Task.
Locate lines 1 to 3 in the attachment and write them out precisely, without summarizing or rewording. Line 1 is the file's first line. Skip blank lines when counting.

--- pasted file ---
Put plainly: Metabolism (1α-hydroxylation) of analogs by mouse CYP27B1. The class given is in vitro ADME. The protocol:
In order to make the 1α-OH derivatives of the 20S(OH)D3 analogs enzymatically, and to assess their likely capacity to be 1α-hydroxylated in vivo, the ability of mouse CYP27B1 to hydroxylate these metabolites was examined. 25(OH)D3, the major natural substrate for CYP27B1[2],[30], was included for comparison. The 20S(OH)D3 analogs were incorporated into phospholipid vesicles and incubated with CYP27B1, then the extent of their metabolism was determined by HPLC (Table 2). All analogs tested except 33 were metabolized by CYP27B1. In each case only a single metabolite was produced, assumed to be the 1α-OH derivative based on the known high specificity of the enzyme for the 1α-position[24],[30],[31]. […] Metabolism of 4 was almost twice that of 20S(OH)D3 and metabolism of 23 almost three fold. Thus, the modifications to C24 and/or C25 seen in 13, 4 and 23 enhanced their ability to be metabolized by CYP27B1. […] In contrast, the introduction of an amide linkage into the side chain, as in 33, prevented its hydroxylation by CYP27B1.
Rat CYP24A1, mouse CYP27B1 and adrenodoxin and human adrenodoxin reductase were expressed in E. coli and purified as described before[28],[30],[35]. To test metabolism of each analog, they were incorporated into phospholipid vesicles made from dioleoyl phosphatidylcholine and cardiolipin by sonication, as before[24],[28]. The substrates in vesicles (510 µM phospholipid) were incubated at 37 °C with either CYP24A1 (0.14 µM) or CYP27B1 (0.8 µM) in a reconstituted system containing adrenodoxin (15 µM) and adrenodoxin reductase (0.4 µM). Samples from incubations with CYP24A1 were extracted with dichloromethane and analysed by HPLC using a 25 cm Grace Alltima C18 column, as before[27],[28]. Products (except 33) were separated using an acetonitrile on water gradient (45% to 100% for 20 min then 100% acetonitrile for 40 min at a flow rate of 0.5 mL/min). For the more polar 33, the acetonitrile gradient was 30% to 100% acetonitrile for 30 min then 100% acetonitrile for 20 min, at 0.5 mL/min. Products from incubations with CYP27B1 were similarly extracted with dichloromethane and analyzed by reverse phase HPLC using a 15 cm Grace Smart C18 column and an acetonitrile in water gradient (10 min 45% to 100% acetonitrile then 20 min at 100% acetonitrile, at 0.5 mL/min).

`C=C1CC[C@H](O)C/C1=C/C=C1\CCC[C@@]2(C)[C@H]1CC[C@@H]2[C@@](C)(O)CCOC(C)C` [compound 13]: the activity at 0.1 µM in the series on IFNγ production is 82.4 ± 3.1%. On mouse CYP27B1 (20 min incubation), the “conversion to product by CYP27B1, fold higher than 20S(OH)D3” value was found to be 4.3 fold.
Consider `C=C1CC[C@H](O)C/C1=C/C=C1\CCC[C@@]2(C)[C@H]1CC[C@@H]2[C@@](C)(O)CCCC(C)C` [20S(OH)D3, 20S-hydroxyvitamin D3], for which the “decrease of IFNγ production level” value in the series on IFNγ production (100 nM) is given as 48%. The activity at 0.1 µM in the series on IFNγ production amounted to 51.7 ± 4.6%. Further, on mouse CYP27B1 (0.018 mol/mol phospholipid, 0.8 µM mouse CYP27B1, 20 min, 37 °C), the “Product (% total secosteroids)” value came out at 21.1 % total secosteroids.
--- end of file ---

Put plainly: Metabolism (1α-hydroxylation) of analogs by mouse CYP27B1. The class given is in vitro ADME. The protocol:
In order to make the 1α-OH derivatives of the 20S(OH)D3 analogs enzymatically, and to assess their likely capacity to be 1α-hydroxylated in vivo, the ability of mouse CYP27B1 to hydroxylate these metabolites was examined. 25(OH)D3, the major natural substrate for CYP27B1[2],[30], was included for comparison. The 20S(OH)D3 analogs were incorporated into phospholipid vesicles and incubated with CYP27B1, then the extent of their metabolism was determined by HPLC (Table 2). All analogs tested except 33 were metabolized by CYP27B1. In each case only a single metabolite was produced, assumed to be the 1α-OH derivative based on the known high specificity of the enzyme for the 1α-position[24],[30],[31]. […] Metabolism of 4 was almost twice that of 20S(OH)D3 and metabolism of 23 almost three fold. Thus, the modifications to C24 and/or C25 seen in 13, 4 and 23 enhanced their ability to be metabolized by CYP27B1. […] In contrast, the introduction of an amide linkage into the side chain, as in 33, prevented its hydroxylation by CYP27B1.
Rat CYP24A1, mouse CYP27B1 and adrenodoxin and human adrenodoxin reductase were expressed in E. coli and purified as described before[28],[30],[35]. To test metabolism of each analog, they were incorporated into phospholipid vesicles made from dioleoyl phosphatidylcholine and cardiolipin by sonication, as before[24],[28]. The substrates in vesicles (510 µM phospholipid) were incubated at 37 °C with either CYP24A1 (0.14 µM) or CYP27B1 (0.8 µM) in a reconstituted system containing adrenodoxin (15 µM) and adrenodoxin reductase (0.4 µM). Samples from incubations with CYP24A1 were extracted with dichloromethane and analysed by HPLC using a 25 cm Grace Alltima C18 column, as before[27],[28]. Products (except 33) were separated using an acetonitrile on water gradient (45% to 100% for 20 min then 100% acetonitrile for 40 min at a flow rate of 0.5 mL/min). For the more polar 33, the acetonitrile gradient was 30% to 100% acetonitrile for 30 min then 100% acetonitrile for 20 min, at 0.5 mL/min. Products from incubations with CYP27B1 were similarly extracted with dichloromethane and analyzed by reverse phase HPLC using a 15 cm Grace Smart C18 column and an acetonitrile in water gradient (10 min 45% to 100% acetonitrile then 20 min at 100% acetonitrile, at 0.5 mL/min).